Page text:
planted cover

Discussion in 'Managing Your Flock' started by centrarchid, Nov 28, 2010.

  1. centrarchid

    centrarchid Chicken Obsessed

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    Sep 19, 2009
    Holts Summit, Missouri
    Starting next spring I will be establishing plantings of briars, grapes, osage orange, and possibly Russian and Autumn olives to provide cover from hawks and break line of sight from foxes. It will take years to get some cover patches up to working density. Existing cover patches in the form of multi-floral roses, wild rasberries, sweet sumac, golden rod and some sort of densely growing milkweed have worked great so far but patch locations not where bulk of my pasture is accessible for foraging with short retreat time back to cover. I want my birds to stay on my land as much as possible.

    Now that heavy hawk season passed, birds still using cover for a completely different reason, cover from wind. They stand among existing cover plants but always where sunlight can strike directly. A recent trip to North Carolina exposed me to a different way to setup grape arbors. They were trelised (sp?) to form an upside down box. The wiring itself provides some structural protection.

    What I do not know is what minimum diameter of cover patches should be and how far apart they can be and yet provide good protection. Chickens are not as fast as hawks but they can beat former to cover if enough lead time. I am probably going to use chickens present associations with cover to estimate distances between cover patches.
     
  2. jaj121159

    jaj121159 Chillin' With My Peeps

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    Be careful of Russian Olive. It is on the noxious weed watch list in Nebraska. I would check with your noxious weed folks in MO before planting something that may become illegal and have to be killed. Other than that your plan sounds good. Make sure you keep the area underneath the brush clear so you don't give cover to ground preditors.
     
  3. ChickensAreSweet

    ChickensAreSweet Heavenly Grains for Hens

    I noticed that you have a woodlot in your signature. Osage orange I think is on the top of the BTU list!!!!

    In other words, firewood to really treasure!!!

    At my wood forum that I go to, people just rave about it.

    I think people used it to keep pigs in (hedgerows).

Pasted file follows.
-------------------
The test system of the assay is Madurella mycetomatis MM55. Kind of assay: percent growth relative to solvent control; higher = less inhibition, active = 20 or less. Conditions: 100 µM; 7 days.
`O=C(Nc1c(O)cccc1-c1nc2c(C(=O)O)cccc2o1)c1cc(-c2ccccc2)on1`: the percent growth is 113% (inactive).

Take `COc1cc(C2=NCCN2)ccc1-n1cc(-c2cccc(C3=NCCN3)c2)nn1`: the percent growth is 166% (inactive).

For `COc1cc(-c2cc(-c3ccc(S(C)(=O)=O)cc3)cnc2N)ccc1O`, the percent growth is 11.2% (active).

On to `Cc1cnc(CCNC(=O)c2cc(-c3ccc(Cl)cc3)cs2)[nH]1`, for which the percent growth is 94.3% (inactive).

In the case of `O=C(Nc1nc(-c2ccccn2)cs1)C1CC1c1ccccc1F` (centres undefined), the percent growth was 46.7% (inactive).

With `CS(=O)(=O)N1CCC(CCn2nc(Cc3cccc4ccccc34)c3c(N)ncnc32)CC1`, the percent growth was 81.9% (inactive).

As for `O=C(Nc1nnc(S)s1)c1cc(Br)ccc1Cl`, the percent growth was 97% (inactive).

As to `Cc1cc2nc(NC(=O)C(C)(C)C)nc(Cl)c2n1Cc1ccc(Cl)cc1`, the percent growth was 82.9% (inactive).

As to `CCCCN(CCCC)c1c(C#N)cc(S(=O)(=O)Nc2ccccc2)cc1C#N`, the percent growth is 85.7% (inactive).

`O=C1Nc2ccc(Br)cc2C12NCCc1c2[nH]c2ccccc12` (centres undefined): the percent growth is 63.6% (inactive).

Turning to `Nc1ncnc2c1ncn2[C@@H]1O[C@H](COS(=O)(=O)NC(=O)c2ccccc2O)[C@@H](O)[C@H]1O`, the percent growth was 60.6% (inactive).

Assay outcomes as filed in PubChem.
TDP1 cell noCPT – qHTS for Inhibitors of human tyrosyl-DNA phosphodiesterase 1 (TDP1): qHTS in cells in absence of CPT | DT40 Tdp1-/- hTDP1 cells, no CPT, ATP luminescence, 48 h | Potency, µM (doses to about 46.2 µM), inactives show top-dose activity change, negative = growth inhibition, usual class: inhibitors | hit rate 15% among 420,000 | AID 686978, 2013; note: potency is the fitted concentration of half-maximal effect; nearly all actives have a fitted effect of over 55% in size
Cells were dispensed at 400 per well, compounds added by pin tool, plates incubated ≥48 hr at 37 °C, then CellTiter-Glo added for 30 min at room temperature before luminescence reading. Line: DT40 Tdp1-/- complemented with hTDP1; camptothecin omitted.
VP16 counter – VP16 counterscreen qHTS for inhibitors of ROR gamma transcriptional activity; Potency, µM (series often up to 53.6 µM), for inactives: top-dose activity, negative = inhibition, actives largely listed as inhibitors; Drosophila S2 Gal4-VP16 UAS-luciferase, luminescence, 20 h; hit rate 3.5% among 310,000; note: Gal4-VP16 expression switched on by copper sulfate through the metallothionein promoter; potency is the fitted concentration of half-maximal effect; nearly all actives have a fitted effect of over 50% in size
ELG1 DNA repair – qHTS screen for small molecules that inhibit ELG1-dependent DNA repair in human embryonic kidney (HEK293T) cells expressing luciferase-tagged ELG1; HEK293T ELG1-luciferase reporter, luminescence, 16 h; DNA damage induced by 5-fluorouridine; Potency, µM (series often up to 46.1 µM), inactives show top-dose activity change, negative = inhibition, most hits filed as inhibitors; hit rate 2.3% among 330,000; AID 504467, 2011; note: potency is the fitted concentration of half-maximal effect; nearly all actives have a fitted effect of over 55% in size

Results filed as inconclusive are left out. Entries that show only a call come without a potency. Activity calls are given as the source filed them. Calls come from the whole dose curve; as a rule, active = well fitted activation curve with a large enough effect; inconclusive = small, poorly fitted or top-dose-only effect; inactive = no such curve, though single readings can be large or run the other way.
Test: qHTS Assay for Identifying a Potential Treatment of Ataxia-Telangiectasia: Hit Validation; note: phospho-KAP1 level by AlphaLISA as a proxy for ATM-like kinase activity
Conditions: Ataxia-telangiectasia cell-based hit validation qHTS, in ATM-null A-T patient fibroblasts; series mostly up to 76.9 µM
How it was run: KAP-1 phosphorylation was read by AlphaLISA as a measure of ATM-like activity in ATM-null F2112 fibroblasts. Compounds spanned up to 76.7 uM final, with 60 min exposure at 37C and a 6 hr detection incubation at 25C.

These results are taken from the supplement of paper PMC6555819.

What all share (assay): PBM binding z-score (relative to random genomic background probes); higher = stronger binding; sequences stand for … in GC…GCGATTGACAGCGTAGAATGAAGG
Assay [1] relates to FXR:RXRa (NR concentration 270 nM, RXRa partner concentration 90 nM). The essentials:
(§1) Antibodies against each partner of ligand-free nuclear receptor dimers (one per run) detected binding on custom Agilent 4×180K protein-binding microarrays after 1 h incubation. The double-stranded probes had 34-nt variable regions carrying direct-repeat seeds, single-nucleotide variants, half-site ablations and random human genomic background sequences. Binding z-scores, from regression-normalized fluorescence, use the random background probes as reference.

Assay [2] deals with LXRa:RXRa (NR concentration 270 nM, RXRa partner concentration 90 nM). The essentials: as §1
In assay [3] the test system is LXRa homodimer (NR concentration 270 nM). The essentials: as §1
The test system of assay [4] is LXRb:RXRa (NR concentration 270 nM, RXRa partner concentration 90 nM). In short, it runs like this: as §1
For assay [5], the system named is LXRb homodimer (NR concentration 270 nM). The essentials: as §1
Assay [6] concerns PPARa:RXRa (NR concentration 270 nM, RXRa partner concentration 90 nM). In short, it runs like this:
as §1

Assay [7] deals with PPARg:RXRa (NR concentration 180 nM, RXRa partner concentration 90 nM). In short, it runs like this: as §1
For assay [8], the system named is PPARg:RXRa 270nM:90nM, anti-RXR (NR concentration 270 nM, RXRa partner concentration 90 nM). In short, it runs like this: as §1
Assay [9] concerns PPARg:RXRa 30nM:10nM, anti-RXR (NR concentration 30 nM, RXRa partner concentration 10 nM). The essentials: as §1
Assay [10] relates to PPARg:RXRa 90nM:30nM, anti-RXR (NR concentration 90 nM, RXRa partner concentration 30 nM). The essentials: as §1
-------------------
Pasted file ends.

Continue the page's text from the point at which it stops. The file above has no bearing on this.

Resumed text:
http://www.wood-database.com/lumber-identification/hardwoods/osage-orange/
    see the last paragraph about BTUs if you wish

    Oh- and the fruit is reported to keep away bugs in your house. People put them in basements, etc.
     
    Last edited: Nov 28, 2010
  4. centrarchid

    centrarchid Chicken Obsessed

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    Holts Summit, Missouri
    We have both autumn and Russian olive naturalized in our county, some on adjacent properties. Does not appear as invasive here as other locations I have seen it in (i.e. southern Illinois in particular). Management using goats will control spread in pasture setting. Does not establish in woodland areas if canopy closed.

    No obvious restrictions evident on following website
    http://mdc.mo.gov/landwater-care/plant-management/invasive-plant-management/autumn-olive

    My philosophy regarding density of understory is that provides cover for chickens as well. Value as cover realized if chickens can fly into adjacent trees. My games and red jungle fowl can do it easily. My past semi-feral flocks appear to have required a mixture of such heavy understory cover and trees to persist under heavy predation. Long term project with one of my dominique lines is to restore that ability. Livestock guarding dogs will complement planted cover. The clear understory typical of orchards provides little or no protection from diurnal raptors.



    Osage-orange we used to have in hedge rows as well. We also had abundant bobwhite quail as well. Osage-orange provides awesome day roost habitat. Value of fruit as insect repellent will be considered.

    We used to keep pigs under shade of catalpa and mulberry trees. Chickens used both as roost but dogs required to keep owls from calling.
     

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